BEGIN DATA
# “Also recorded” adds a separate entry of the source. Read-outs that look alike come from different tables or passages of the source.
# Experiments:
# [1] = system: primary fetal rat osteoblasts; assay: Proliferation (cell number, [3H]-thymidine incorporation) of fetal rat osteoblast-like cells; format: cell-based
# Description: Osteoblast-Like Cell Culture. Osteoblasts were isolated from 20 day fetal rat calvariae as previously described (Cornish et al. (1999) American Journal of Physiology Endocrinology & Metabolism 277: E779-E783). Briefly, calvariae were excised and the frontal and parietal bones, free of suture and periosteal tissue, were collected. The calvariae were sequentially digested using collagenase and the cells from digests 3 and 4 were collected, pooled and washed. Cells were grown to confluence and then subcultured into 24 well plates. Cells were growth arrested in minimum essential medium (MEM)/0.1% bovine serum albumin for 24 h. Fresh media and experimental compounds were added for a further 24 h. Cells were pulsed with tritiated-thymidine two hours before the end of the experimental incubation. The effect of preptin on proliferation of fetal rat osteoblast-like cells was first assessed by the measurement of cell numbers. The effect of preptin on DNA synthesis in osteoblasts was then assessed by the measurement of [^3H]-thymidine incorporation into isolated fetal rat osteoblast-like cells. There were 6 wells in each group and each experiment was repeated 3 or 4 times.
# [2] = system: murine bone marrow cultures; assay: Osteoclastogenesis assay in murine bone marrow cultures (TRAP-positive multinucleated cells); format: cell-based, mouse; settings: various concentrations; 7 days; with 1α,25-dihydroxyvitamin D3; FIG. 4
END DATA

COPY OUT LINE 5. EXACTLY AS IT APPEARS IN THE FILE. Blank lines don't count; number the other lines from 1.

# [2] = system: murine bone marrow cultures; assay: Osteoclastogenesis assay in murine bone marrow cultures (TRAP-positive multinucleated cells); format: cell-based, mouse; settings: various concentrations; 7 days; with 1α,25-dihydroxyvitamin D3; FIG. 4